A couple of interesting things here. Firstly there’s a widget-css that we can reference to make sure our widget keeps the look and feel of the Contenful GUI. There’s a fairly rudimentary style guide that you can use to view the most basic controls and classes. Then we reference the widget client library which contains the API for communicating with the contentful back end. We also reference jquery. Lastly comes the actual HTML which is very rudimentary, a textbox for the title of the poll and a textbox for the first question. The interesting stuff comes in the scripts part, here’s what it looks like:

//This is the entry point for our widgets
//The init method gets called when the widget is finished loading and ready

    //This is to make sure the iframe for our widget resizes appropriately when the window resizes
    //widget.field.getValue() gets any stored value from the contentful back end and passes it to our update method
    //bind any input to our savePoll method
    $('#poll-heading').on('input', function() { inputDelay(savePoll, 300); });
    //simple function to update our poll with any data stored 
    function updatePoll(pollData) {
        if(pollData === undefined){
            $('#poll-heading').val('New poll');
        }else {
            for(var i = 0; i < pollData.questions.length; i++){
                var question = pollData.questions[i];
    //function that will be called whenever a question has changed
    function questionChanged($elem) {
        var questionVal = $elem.val();
        //If the value is empty we simply delete the question
        if(questionVal === '')
        //If there's no question without a value, add a new one
        if($('.poll-question').filter(function() { return $(this).val() === ''; }).length === 0) {

        //save the data
    //Create an html element for the question and bind any changes to the questionChanged function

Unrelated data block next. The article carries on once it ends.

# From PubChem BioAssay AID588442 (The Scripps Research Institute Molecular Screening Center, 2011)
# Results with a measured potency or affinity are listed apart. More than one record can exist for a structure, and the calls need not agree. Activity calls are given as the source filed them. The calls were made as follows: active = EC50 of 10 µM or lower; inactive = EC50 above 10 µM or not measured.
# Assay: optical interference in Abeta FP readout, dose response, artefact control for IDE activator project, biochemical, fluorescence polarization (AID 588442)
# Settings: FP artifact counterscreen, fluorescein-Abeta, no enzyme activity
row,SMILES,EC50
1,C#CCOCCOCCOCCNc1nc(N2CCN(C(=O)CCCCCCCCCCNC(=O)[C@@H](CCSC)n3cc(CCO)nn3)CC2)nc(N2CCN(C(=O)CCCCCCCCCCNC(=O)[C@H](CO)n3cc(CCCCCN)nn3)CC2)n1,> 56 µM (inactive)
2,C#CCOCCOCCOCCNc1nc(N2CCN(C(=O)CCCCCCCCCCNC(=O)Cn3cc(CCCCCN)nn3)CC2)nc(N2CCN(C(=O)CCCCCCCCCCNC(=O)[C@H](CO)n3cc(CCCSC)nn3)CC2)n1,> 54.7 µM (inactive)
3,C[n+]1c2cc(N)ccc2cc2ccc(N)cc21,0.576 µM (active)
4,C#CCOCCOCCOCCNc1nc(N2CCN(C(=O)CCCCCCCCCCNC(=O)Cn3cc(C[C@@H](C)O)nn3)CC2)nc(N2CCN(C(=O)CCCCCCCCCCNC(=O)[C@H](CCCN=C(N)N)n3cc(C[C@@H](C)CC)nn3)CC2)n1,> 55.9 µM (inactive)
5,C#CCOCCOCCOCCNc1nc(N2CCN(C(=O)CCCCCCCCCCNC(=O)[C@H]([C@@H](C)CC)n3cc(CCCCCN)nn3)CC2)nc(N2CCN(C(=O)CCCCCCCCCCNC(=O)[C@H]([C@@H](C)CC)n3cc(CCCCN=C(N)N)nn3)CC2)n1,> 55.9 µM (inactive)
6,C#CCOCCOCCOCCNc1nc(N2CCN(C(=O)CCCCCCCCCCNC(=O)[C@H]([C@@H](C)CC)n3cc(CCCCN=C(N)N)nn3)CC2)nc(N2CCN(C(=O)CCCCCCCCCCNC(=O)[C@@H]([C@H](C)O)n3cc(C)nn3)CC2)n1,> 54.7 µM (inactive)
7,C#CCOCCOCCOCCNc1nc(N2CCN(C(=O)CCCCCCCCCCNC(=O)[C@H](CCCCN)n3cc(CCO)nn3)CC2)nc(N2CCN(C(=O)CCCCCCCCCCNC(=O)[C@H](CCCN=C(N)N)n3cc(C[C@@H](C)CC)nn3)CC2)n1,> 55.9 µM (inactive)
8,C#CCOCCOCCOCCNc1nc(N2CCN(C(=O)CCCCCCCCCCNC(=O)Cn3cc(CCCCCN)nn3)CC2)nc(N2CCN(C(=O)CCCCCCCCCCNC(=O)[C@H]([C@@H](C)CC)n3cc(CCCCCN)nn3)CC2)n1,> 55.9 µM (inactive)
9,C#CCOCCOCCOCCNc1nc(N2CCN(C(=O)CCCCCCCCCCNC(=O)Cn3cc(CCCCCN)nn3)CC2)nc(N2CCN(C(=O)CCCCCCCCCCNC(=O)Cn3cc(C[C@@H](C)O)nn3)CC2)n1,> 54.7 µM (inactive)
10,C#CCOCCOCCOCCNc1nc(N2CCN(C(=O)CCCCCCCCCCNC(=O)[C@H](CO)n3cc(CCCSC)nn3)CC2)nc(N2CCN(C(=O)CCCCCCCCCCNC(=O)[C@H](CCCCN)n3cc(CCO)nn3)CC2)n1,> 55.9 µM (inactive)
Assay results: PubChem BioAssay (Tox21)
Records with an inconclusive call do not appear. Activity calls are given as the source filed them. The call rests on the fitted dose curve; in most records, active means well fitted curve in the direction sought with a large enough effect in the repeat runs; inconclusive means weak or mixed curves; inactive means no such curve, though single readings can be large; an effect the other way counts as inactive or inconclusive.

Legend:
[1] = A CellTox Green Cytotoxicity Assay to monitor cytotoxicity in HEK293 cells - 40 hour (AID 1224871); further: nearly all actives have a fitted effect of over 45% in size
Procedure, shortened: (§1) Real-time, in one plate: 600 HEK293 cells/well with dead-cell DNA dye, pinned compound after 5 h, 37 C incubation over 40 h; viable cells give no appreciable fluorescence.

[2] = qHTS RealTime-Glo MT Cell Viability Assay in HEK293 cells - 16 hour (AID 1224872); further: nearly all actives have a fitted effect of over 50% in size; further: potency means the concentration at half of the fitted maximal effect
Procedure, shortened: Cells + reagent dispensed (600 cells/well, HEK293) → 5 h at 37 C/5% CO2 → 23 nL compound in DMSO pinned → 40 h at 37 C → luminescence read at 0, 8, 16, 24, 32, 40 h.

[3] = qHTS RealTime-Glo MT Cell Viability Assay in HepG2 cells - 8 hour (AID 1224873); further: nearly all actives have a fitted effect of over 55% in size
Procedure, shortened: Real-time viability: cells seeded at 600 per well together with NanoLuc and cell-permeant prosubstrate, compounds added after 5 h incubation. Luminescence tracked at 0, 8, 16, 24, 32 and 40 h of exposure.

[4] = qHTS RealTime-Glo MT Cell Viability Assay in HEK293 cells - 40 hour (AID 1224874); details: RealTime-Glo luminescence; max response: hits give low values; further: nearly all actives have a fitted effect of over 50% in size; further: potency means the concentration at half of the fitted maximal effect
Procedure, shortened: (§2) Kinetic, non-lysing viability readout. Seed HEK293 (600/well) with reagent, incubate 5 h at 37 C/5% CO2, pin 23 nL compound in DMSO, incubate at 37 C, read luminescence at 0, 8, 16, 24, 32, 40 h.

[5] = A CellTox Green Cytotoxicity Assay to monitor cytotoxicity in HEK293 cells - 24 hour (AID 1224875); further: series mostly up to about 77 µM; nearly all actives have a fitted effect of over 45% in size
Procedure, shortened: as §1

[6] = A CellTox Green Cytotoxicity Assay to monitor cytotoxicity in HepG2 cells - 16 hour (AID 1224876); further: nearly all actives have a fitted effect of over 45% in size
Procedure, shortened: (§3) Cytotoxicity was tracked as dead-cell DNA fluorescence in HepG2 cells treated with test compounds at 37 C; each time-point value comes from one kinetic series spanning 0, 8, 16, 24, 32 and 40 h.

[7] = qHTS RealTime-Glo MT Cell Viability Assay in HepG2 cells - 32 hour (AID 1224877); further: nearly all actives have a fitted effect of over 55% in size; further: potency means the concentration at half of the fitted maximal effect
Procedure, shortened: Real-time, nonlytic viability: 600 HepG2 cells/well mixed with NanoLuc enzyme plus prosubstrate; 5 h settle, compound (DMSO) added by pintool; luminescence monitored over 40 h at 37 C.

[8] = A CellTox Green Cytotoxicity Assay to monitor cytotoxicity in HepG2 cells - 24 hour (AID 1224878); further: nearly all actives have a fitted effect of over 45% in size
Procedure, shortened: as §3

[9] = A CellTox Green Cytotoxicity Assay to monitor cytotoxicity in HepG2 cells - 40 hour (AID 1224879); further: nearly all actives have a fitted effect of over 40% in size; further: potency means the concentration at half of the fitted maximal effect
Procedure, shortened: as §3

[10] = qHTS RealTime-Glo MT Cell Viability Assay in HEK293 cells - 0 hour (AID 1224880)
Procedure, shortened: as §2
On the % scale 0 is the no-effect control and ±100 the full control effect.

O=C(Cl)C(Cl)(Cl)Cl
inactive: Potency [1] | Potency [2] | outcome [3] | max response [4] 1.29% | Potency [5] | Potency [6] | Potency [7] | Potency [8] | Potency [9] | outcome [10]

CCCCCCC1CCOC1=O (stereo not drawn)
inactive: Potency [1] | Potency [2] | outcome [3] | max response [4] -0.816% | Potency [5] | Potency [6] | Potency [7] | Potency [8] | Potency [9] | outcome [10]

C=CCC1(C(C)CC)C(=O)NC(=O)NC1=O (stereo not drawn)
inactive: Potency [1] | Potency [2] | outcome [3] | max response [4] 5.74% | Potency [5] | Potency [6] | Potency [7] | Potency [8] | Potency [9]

function addQuestion(text) {
       $('<li><input type="text" class="poll-question ' + 
                'cf-form-input" placeholder="Add your question" value="' + text + '" /></li>')
                .appendTo('#poll-questions').children().on('input', function()  {
                    var that = $(this);
                    inputDelay(function() {questionChanged(that)}, 300); 
    //delete the question
    function deleteQuestion($elem) {
        //if there are no questions left, add a new one
        if($('#poll-questions').children().length === 0){

    //save the poll to the Contentful backend        
    function savePoll(){
        //create a json object to hold our poll data
        var poll = {
            heading: '',
            questions: []
        poll.heading = $('#poll-heading').val();
        $('.poll-question').each(function() {
           var questionText = $(this).val();
                 text: questionText 
        //this method calls into the contentful backend
        //saving our poll as a JSON object
    //this is a tiny little closure hack to make sure
    //we do not send an excessive amount of events to
    //the contentful api. If the user hasn't input anything
    //for the ms number of milliseconds we call the callback
    //function, otherwise we clear it  
    var inputDelay = (function () {
        var timer = 0;
        return function (callback, ms) {
            timer = setTimeout(callback, ms);

I first started out using blur instead of input as the event that would trigger the saving, but that turned out to be a mistake. Blur triggers when you leave an input field which sounded kind of ideal at first to minimize the number of saves triggered, but created an interesting problem. If the user changed something in the heading input field for example and then immediately clicked the publish button it would result in this error:


What happened here is that my click event on the publish button actually registered before my blur event on the input field. If I clicked on the publish button again it saved nicely, but that’s obviously not an acceptable user experience, which is why I changed it to input events instead.

Here’s what the final property looks like in the Contentful UI, also including the slug and documents properties for comparison:


This very simple example only scratched the surface of what you can do with the UI extensions in Contentful. The widget object for example can be used to get a reference to the entire entry that’s being edited and can modify or read any field. This means we can easily build inter-dependent widgets that listen to changes of each others values and update accordingly. I’m looking forward to playing around some more with the api in the upcoming weeks and see what else you can create.